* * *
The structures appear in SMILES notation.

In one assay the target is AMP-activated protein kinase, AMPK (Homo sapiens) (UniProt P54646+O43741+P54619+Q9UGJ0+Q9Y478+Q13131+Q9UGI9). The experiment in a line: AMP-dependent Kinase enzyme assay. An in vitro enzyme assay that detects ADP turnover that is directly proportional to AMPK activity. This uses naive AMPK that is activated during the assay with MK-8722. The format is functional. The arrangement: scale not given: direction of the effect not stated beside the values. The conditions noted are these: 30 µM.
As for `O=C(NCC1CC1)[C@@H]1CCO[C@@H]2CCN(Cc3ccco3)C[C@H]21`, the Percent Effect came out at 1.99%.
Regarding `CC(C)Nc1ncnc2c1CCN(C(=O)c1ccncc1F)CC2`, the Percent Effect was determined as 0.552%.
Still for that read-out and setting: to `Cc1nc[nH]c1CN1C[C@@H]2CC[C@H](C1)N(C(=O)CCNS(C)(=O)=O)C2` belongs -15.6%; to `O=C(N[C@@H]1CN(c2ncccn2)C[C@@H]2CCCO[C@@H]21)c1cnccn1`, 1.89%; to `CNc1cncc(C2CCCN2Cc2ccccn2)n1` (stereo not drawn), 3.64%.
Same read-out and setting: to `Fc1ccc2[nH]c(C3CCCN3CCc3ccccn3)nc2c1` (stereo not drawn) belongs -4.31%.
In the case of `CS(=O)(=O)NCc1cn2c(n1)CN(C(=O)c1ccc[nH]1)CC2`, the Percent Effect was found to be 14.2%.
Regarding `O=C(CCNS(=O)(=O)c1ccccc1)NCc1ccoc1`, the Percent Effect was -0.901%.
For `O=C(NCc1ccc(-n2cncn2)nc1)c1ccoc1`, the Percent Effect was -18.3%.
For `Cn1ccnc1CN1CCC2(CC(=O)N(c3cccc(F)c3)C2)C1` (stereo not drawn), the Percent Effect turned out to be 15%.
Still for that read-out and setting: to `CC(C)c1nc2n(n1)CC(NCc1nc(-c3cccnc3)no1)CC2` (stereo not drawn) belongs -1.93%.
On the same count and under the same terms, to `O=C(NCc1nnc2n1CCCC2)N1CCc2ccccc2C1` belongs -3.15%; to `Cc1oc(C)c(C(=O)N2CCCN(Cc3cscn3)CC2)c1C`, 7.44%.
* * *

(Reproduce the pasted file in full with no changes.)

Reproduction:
The structures appear in SMILES notation.

In one assay the target is AMP-activated protein kinase, AMPK (Homo sapiens) (UniProt P54646+O43741+P54619+Q9UGJ0+Q9Y478+Q13131+Q9UGI9). The experiment in a line: AMP-dependent Kinase enzyme assay. An in vitro enzyme assay that detects ADP turnover that is directly proportional to AMPK activity. This uses naive AMPK that is activated during the assay with MK-8722. The format is functional. The arrangement: scale not given: direction of the effect not stated beside the values. The conditions noted are these: 30 µM.
As for `O=C(NCC1CC1)[C@@H]1CCO[C@@H]2CCN(Cc3ccco3)C[C@H]21`, the Percent Effect came out at 1.99%.
Regarding `CC(C)Nc1ncnc2c1CCN(C(=O)c1ccncc1F)CC2`, the Percent Effect was determined as 0.552%.
Still for that read-out and setting: to `Cc1nc[nH]c1CN1C[C@@H]2CC[C@H](C1)N(C(=O)CCNS(C)(=O)=O)C2` belongs -15.6%; to `O=C(N[C@@H]1CN(c2ncccn2)C[C@@H]2CCCO[C@@H]21)c1cnccn1`, 1.89%; to `CNc1cncc(C2CCCN2Cc2ccccn2)n1` (stereo not drawn), 3.64%.
Same read-out and setting: to `Fc1ccc2[nH]c(C3CCCN3CCc3ccccn3)nc2c1` (stereo not drawn) belongs -4.31%.
In the case of `CS(=O)(=O)NCc1cn2c(n1)CN(C(=O)c1ccc[nH]1)CC2`, the Percent Effect was found to be 14.2%.
Regarding `O=C(CCNS(=O)(=O)c1ccccc1)NCc1ccoc1`, the Percent Effect was -0.901%.
For `O=C(NCc1ccc(-n2cncn2)nc1)c1ccoc1`, the Percent Effect was -18.3%.
For `Cn1ccnc1CN1CCC2(CC(=O)N(c3cccc(F)c3)C2)C1` (stereo not drawn), the Percent Effect turned out to be 15%.
Still for that read-out and setting: to `CC(C)c1nc2n(n1)CC(NCc1nc(-c3cccnc3)no1)CC2` (stereo not drawn) belongs -1.93%.
On the same count and under the same terms, to `O=C(NCc1nnc2n1CCCC2)N1CCc2ccccc2C1` belongs -3.15%; to `Cc1oc(C)c(C(=O)N2CCCN(Cc3cscn3)CC2)c1C`, 7.44%.